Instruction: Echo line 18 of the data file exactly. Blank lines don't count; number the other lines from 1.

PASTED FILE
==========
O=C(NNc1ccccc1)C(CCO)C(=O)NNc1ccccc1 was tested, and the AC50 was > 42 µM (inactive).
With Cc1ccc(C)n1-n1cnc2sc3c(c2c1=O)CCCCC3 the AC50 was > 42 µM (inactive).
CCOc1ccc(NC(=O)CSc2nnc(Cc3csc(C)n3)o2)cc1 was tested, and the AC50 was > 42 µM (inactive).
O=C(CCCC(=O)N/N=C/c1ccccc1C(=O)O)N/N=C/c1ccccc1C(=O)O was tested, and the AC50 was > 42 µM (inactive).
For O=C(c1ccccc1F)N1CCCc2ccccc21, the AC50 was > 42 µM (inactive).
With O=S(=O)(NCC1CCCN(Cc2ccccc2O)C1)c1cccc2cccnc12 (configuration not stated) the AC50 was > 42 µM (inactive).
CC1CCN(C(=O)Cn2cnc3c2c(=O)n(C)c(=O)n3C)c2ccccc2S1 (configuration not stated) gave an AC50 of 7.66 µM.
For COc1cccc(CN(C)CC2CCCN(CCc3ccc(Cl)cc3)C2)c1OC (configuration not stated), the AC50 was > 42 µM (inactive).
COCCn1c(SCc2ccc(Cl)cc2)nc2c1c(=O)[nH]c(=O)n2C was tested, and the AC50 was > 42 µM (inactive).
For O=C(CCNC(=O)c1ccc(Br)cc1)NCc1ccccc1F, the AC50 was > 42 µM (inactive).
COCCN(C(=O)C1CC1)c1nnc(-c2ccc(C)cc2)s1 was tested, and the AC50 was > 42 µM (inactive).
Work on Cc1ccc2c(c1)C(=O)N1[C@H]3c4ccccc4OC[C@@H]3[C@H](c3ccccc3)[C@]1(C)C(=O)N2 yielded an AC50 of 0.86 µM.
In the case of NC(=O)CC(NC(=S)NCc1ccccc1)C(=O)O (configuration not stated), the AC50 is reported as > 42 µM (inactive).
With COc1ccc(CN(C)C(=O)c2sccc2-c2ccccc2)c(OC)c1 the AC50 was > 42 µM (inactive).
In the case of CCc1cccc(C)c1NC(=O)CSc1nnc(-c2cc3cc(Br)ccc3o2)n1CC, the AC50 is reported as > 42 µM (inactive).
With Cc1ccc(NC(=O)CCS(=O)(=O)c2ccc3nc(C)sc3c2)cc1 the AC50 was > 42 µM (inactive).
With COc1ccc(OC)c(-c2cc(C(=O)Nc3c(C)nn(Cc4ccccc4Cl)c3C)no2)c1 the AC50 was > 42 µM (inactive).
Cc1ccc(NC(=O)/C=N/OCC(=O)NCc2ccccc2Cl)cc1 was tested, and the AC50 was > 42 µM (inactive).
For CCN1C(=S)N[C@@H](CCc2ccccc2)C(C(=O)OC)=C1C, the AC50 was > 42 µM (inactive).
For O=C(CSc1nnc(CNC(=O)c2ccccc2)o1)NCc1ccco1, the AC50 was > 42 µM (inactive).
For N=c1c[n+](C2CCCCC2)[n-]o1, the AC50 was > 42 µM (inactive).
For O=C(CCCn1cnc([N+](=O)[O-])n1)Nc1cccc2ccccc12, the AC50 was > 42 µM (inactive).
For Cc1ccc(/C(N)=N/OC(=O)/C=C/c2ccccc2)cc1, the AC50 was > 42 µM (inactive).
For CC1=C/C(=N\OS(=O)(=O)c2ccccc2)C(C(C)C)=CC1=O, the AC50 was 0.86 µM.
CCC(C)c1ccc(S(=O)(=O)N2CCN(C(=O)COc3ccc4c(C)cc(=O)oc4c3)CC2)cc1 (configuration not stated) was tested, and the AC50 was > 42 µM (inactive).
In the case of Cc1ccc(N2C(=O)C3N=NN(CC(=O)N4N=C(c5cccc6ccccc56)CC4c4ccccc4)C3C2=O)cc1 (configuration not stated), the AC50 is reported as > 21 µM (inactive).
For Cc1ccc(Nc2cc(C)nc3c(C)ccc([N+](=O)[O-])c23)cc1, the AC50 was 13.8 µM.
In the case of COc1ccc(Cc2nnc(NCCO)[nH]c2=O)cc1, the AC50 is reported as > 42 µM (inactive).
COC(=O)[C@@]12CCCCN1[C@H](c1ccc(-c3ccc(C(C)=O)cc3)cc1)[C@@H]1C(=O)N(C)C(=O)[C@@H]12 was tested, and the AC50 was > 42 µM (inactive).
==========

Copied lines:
Cc1ccc(NC(=O)/C=N/OCC(=O)NCc2ccccc2Cl)cc1 was tested, and the AC50 was > 42 µM (inactive).